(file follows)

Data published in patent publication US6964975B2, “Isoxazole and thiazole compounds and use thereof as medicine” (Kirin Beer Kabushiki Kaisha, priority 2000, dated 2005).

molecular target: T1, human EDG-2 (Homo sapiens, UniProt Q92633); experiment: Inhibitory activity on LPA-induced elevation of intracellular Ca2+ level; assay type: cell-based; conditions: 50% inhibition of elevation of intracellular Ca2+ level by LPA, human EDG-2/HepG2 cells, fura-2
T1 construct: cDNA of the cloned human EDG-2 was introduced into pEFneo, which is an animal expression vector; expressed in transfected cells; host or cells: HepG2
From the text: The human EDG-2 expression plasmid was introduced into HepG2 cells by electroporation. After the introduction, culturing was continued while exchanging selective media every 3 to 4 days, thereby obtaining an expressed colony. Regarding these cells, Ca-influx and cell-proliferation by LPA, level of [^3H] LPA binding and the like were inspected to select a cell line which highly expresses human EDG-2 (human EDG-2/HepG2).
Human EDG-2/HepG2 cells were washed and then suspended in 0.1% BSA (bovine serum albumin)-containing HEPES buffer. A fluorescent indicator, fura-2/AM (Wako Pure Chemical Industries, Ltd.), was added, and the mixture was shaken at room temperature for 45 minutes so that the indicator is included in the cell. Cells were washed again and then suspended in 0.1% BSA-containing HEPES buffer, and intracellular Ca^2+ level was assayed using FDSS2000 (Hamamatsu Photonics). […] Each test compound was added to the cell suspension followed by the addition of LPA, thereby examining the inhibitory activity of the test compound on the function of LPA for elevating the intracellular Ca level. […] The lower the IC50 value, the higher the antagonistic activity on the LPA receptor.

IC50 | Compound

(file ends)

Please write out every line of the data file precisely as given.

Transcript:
Data published in patent publication US6964975B2, “Isoxazole and thiazole compounds and use thereof as medicine” (Kirin Beer Kabushiki Kaisha, priority 2000, dated 2005).

molecular target: T1, human EDG-2 (Homo sapiens, UniProt Q92633); experiment: Inhibitory activity on LPA-induced elevation of intracellular Ca2+ level; assay type: cell-based; conditions: 50% inhibition of elevation of intracellular Ca2+ level by LPA, human EDG-2/HepG2 cells, fura-2
T1 construct: cDNA of the cloned human EDG-2 was introduced into pEFneo, which is an animal expression vector; expressed in transfected cells; host or cells: HepG2
From the text: The human EDG-2 expression plasmid was introduced into HepG2 cells by electroporation. After the introduction, culturing was continued while exchanging selective media every 3 to 4 days, thereby obtaining an expressed colony. Regarding these cells, Ca-influx and cell-proliferation by LPA, level of [^3H] LPA binding and the like were inspected to select a cell line which highly expresses human EDG-2 (human EDG-2/HepG2).
Human EDG-2/HepG2 cells were washed and then suspended in 0.1% BSA (bovine serum albumin)-containing HEPES buffer. A fluorescent indicator, fura-2/AM (Wako Pure Chemical Industries, Ltd.), was added, and the mixture was shaken at room temperature for 45 minutes so that the indicator is included in the cell. Cells were washed again and then suspended in 0.1% BSA-containing HEPES buffer, and intracellular Ca^2+ level was assayed using FDSS2000 (Hamamatsu Photonics). […] Each test compound was added to the cell suspension followed by the addition of LPA, thereby examining the inhibitory activity of the test compound on the function of LPA for elevating the intracellular Ca level. […] The lower the IC50 value, the higher the antagonistic activity on the LPA receptor.

IC50 | Compound